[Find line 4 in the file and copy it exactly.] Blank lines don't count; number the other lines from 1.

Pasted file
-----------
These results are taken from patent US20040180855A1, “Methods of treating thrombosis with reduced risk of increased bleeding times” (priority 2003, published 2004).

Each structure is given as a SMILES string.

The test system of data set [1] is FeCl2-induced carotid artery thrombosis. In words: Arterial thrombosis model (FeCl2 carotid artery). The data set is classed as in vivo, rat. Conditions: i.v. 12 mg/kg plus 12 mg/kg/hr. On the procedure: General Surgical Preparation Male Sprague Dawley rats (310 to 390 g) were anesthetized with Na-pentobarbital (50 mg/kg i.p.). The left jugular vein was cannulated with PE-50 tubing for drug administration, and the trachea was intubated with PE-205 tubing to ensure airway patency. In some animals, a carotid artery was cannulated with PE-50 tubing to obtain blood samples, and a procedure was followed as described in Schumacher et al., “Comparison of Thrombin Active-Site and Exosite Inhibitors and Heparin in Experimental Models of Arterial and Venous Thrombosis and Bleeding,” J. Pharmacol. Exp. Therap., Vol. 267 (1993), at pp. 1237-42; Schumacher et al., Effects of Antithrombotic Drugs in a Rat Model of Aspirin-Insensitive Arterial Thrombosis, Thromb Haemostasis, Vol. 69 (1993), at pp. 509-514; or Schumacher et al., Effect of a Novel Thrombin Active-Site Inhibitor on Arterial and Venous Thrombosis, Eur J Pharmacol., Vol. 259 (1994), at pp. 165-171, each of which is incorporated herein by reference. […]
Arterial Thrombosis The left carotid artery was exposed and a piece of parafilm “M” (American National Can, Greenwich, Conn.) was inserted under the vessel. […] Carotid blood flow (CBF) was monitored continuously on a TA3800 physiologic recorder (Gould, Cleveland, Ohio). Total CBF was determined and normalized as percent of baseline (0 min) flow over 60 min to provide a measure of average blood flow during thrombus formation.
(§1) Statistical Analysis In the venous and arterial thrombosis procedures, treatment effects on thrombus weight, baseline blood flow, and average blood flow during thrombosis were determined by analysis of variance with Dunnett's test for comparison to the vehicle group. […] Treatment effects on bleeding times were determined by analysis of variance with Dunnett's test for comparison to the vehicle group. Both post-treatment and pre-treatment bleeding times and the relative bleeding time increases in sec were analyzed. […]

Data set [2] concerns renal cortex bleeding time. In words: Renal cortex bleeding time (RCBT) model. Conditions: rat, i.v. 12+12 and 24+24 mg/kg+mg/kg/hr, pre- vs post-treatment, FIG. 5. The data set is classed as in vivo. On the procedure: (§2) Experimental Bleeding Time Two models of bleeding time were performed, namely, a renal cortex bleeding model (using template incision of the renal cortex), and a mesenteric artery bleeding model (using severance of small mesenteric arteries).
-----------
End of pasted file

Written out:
Arterial Thrombosis The left carotid artery was exposed and a piece of parafilm “M” (American National Can, Greenwich, Conn.) was inserted under the vessel. […] Carotid blood flow (CBF) was monitored continuously on a TA3800 physiologic recorder (Gould, Cleveland, Ohio). Total CBF was determined and normalized as percent of baseline (0 min) flow over 60 min to provide a measure of average blood flow during thrombus formation.